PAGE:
Having graduated from the Faculty of Physics of St. Petersburg State University, Ivan Yamshchikov then pursued his education as a Master’s student in Sweden and then worked at Yandex as a data analyst. He then defended his PhD thesis in Applied Mathematics in Germany and for the last three years, he has been working at the Max Planck Institute for Mathematics in the Sciences in Leipzig, where he specializes in text processing and generation. A few years ago, he implemented the Neural Defense project and is now working on research projects at the intersection of art and artificial intelligence.

Ivan Yamshchikov
Ivan Yamshchikov

Experiment in humanities

According to Karl Popper, a statement can only be considered scientific if it is possible to conduct an experiment that would refute the original idea. The philosopher’s idea was that any scientific statement should be looked upon with a certain amount of doubt, as this is what helps separate science from dogma. And while in physics this idea emerged long before Popper, it’s not that straightforward with humanities. This is why there are lots of scientific groups working on the methodology and design of experiments in humanities.

In this regard, there is one good example that shows the difficulties that sociologists, for example, encounter when trying to collect information or conducting a survey. For example, you are conducting a survey and want to learn something that a person is not very inclined to talk about, such as religious beliefs or sexual orientation. The following mechanism can be used to solve this task: take a bag with black and white balls in the proportion 4/5 black and 1/5 white ones and offer the participants of your survey to tell the truth when they draw out white balls. What is also important is that you won’t see what colors they have.

“Data Analysis, Reproducibility and Living People” by Ivan Yamshchikov
“Data Analysis, Reproducibility and Living People” by Ivan Yamshchikov

Such a system makes people feel less insecure and therefore, gives you a reason to believe that they will comply with the rule. As it turned out, when using this system, you cannot learn the truth about each particular person, but you can easily determine the percentage of true answers in your group.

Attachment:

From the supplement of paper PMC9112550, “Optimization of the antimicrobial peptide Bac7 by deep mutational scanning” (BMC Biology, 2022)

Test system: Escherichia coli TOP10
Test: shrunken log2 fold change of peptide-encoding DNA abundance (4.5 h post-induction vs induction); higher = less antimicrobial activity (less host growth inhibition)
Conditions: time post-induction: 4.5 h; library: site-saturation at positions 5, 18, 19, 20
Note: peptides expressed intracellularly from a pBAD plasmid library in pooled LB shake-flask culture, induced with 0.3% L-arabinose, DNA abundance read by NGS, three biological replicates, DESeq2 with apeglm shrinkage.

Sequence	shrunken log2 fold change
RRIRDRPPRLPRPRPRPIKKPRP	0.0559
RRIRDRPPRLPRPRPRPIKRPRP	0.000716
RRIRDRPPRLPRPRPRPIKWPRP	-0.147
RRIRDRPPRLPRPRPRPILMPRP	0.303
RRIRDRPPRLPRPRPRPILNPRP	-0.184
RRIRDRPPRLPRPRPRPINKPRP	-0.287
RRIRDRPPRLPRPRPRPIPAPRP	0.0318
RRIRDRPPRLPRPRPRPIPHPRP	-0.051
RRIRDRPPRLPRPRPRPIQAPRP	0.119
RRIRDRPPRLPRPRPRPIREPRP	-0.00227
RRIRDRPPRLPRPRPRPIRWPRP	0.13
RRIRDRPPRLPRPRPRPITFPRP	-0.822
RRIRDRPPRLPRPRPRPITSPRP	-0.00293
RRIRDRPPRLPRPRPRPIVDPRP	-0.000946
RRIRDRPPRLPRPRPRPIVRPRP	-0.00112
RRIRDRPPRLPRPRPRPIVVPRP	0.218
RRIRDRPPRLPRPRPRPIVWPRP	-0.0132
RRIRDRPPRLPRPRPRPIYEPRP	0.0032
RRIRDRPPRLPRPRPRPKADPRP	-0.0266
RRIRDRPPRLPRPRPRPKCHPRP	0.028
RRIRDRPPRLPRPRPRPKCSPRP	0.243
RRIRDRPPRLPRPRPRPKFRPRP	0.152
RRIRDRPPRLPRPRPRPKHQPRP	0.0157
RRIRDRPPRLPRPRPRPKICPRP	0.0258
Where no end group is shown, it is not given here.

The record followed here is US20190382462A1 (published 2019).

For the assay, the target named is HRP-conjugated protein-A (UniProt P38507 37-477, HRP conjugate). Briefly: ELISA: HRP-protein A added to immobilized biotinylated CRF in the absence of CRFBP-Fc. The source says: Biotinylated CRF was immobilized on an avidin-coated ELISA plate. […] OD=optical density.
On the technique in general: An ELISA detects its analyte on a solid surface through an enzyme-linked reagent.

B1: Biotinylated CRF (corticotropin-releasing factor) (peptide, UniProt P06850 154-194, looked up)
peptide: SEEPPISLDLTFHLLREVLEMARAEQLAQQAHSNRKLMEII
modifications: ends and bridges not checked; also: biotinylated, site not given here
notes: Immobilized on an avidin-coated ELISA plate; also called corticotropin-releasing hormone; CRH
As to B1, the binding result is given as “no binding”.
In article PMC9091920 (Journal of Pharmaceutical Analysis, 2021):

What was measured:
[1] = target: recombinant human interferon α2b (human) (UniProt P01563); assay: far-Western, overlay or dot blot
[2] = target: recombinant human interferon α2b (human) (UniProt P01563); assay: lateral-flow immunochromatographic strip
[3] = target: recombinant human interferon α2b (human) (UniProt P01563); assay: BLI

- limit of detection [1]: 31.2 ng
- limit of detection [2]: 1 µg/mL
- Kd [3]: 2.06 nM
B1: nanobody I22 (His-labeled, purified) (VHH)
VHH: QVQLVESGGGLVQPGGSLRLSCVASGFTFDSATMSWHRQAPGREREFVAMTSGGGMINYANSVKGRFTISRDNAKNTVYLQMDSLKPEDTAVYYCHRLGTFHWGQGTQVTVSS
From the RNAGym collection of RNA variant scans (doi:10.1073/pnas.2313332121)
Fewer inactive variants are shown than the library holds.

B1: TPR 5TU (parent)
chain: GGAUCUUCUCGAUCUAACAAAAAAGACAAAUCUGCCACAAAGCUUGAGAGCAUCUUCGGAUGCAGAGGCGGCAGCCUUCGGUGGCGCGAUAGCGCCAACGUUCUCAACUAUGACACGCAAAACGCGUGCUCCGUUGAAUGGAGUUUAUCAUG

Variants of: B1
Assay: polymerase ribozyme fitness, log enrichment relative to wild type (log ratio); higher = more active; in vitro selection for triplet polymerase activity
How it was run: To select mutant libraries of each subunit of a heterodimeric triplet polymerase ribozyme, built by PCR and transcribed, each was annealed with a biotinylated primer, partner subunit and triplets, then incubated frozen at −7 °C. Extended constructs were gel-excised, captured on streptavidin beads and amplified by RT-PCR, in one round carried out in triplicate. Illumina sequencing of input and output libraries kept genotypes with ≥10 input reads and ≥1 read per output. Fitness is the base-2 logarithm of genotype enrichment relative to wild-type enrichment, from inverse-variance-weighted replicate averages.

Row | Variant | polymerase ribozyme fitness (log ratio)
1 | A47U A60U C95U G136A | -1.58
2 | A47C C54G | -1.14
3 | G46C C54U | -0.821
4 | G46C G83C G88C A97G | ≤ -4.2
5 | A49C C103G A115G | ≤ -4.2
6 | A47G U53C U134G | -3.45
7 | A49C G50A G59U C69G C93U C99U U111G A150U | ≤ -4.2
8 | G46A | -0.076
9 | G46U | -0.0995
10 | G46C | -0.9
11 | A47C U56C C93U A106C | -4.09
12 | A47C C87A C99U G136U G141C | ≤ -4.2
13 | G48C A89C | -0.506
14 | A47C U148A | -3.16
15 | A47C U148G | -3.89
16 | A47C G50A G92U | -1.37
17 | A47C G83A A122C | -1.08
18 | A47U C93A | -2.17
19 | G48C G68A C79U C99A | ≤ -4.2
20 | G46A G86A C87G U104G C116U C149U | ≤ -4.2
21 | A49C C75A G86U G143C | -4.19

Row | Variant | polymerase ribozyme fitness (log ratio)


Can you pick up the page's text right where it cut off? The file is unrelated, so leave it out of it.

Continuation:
Predictions, history and counterculture

Another aspect worth considering is how accurate our predictions really are. A group of American researchers decided to use data analysis to predict whether an event is historic or not. They took US international protocols and reports by foreign ministries so that half of the events were historical, and another half were not. The accuracy of the study was 80%, but these are artificial conditions and it’s not that simple in real life.

Another important thing is narrative. It so happened that people like to tell stories, they love this so much that they start to believe in them as well. Sociologists working with native tribes came up with the principle that “If you do not want to be deceived, don’t ask”. The thing is people won’t tell you why exactly they do this or that thing, often they just don’t know the answer themselves. Instead, they’ll just come up with another story that they’ll tell you. The same thing works in politics: each politician tells their own story, but in the end the winner is the one whose idea is the most interesting. 

Linguistic expedition at the Max Planck Institute. Credit: shh.mpg.de
Linguistic expedition at the Max Planck Institute. Credit: shh.mpg.de

Now let’s talk about language. There are research projects that focus on how the warring parties in a political conflict use different linguistic means to talk about themselves and their opponents. For example, Palestinian and Israeli media use a different word for the wall separating these states. The Israelis call it the security barrier, while the Palestinians call it the apartheid wall. Accordingly, if you google these things, you’ll see different images of the same object.

“Data Analysis, Reproducibility and Living People” by Ivan Yamshchikov
“Data Analysis, Reproducibility and Living People” by Ivan Yamshchikov

And finally, the last aspect that it’s important to mention is the right wing and the counterculture. I hope everyone remembers how the author of Pepe the Frog killed his character after it was appropriated as a symbol of the far-right movement. But he did not know that memes didn’t work like that. In extreme right-wing circles, memes and slogans spread extremely quickly. The same thing happened with jazz and hip-hop, which originally were outside the general cultural paradigm but quickly attracted attention. Thus, the extreme right-wing movements are trying to create their own counterculture, which will sooner or later become popular.

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